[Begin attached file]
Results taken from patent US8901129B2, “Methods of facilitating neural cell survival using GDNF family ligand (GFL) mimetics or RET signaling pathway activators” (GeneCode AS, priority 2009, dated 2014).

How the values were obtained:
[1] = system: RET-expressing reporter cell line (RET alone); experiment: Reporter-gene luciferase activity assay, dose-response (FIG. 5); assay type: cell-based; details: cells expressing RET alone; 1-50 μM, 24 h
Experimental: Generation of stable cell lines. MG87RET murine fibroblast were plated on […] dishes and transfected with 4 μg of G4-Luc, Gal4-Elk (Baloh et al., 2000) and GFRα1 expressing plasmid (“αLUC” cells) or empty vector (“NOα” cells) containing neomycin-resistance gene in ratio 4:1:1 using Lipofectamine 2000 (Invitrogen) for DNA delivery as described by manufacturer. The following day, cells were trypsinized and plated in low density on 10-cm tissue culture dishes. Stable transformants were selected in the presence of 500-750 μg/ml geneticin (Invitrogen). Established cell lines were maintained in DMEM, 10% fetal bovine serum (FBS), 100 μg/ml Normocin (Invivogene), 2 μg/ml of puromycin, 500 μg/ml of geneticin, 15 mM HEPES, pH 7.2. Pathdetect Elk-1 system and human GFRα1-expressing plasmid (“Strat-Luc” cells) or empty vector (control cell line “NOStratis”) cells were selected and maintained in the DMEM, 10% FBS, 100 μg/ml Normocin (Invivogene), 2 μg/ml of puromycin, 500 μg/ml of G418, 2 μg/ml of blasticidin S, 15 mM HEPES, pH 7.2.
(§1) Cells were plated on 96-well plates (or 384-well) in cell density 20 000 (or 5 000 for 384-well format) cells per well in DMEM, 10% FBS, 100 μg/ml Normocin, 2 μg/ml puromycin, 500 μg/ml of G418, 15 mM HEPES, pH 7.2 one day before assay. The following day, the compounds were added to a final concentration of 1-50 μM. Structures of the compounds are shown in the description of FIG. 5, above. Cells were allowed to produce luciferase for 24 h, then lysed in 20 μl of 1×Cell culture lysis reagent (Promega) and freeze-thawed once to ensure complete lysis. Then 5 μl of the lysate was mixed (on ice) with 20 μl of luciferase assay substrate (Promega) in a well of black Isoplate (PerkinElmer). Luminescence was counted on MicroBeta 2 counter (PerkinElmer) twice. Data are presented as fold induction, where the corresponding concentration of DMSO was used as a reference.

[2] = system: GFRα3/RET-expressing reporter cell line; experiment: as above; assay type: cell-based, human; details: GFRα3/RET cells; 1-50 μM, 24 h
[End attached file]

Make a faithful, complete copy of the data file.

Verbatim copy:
Results taken from patent US8901129B2, “Methods of facilitating neural cell survival using GDNF family ligand (GFL) mimetics or RET signaling pathway activators” (GeneCode AS, priority 2009, dated 2014).

How the values were obtained:
[1] = system: RET-expressing reporter cell line (RET alone); experiment: Reporter-gene luciferase activity assay, dose-response (FIG. 5); assay type: cell-based; details: cells expressing RET alone; 1-50 μM, 24 h
Experimental: Generation of stable cell lines. MG87RET murine fibroblast were plated on […] dishes and transfected with 4 μg of G4-Luc, Gal4-Elk (Baloh et al., 2000) and GFRα1 expressing plasmid (“αLUC” cells) or empty vector (“NOα” cells) containing neomycin-resistance gene in ratio 4:1:1 using Lipofectamine 2000 (Invitrogen) for DNA delivery as described by manufacturer. The following day, cells were trypsinized and plated in low density on 10-cm tissue culture dishes. Stable transformants were selected in the presence of 500-750 μg/ml geneticin (Invitrogen). Established cell lines were maintained in DMEM, 10% fetal bovine serum (FBS), 100 μg/ml Normocin (Invivogene), 2 μg/ml of puromycin, 500 μg/ml of geneticin, 15 mM HEPES, pH 7.2. Pathdetect Elk-1 system and human GFRα1-expressing plasmid (“Strat-Luc” cells) or empty vector (control cell line “NOStratis”) cells were selected and maintained in the DMEM, 10% FBS, 100 μg/ml Normocin (Invivogene), 2 μg/ml of puromycin, 500 μg/ml of G418, 2 μg/ml of blasticidin S, 15 mM HEPES, pH 7.2.
(§1) Cells were plated on 96-well plates (or 384-well) in cell density 20 000 (or 5 000 for 384-well format) cells per well in DMEM, 10% FBS, 100 μg/ml Normocin, 2 μg/ml puromycin, 500 μg/ml of G418, 15 mM HEPES, pH 7.2 one day before assay. The following day, the compounds were added to a final concentration of 1-50 μM. Structures of the compounds are shown in the description of FIG. 5, above. Cells were allowed to produce luciferase for 24 h, then lysed in 20 μl of 1×Cell culture lysis reagent (Promega) and freeze-thawed once to ensure complete lysis. Then 5 μl of the lysate was mixed (on ice) with 20 μl of luciferase assay substrate (Promega) in a well of black Isoplate (PerkinElmer). Luminescence was counted on MicroBeta 2 counter (PerkinElmer) twice. Data are presented as fold induction, where the corresponding concentration of DMSO was used as a reference.

[2] = system: GFRα3/RET-expressing reporter cell line; experiment: as above; assay type: cell-based, human; details: GFRα3/RET cells; 1-50 μM, 24 h